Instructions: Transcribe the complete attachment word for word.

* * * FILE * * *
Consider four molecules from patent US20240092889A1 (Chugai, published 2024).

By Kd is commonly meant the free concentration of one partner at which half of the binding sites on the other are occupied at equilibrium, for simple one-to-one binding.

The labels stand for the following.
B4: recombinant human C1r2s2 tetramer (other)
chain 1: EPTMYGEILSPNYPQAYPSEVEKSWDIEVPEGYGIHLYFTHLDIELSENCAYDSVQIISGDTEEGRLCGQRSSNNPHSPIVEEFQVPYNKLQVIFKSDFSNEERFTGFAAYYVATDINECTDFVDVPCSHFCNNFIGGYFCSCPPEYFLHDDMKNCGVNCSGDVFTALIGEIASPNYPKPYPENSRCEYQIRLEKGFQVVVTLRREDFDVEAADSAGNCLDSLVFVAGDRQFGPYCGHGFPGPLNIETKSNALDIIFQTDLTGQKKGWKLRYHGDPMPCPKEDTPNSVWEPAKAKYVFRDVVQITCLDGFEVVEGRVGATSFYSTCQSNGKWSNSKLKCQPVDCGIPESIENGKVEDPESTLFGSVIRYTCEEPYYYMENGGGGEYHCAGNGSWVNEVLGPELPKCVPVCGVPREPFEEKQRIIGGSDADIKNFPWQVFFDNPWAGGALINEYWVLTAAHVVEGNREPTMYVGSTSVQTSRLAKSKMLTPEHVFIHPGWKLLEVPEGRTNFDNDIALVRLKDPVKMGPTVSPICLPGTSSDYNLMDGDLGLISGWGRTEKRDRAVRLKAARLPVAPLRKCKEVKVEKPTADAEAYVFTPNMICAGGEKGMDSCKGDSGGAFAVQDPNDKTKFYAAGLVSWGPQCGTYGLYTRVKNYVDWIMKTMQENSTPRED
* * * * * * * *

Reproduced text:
Consider four molecules from patent US20240092889A1 (Chugai, published 2024).

By Kd is commonly meant the free concentration of one partner at which half of the binding sites on the other are occupied at equilibrium, for simple one-to-one binding.

The labels stand for the following.
B4: recombinant human C1r2s2 tetramer (other)
chain 1: EPTMYGEILSPNYPQAYPSEVEKSWDIEVPEGYGIHLYFTHLDIELSENCAYDSVQIISGDTEEGRLCGQRSSNNPHSPIVEEFQVPYNKLQVIFKSDFSNEERFTGFAAYYVATDINECTDFVDVPCSHFCNNFIGGYFCSCPPEYFLHDDMKNCGVNCSGDVFTALIGEIASPNYPKPYPENSRCEYQIRLEKGFQVVVTLRREDFDVEAADSAGNCLDSLVFVAGDRQFGPYCGHGFPGPLNIETKSNALDIIFQTDLTGQKKGWKLRYHGDPMPCPKEDTPNSVWEPAKAKYVFRDVVQITCLDGFEVVEGRVGATSFYSTCQSNGKWSNSKLKCQPVDCGIPESIENGKVEDPESTLFGSVIRYTCEEPYYYMENGGGGEYHCAGNGSWVNEVLGPELPKCVPVCGVPREPFEEKQRIIGGSDADIKNFPWQVFFDNPWAGGALINEYWVLTAAHVVEGNREPTMYVGSTSVQTSRLAKSKMLTPEHVFIHPGWKLLEVPEGRTNFDNDIALVRLKDPVKMGPTVSPICLPGTSSDYNLMDGDLGLISGWGRTEKRDRAVRLKAARLPVAPLRKCKEVKVEKPTADAEAYVFTPNMICAGGEKGMDSCKGDSGGAFAVQDPNDKTKFYAAGLVSWGPQCGTYGLYTRVKNYVDWIMKTMQENSTPRED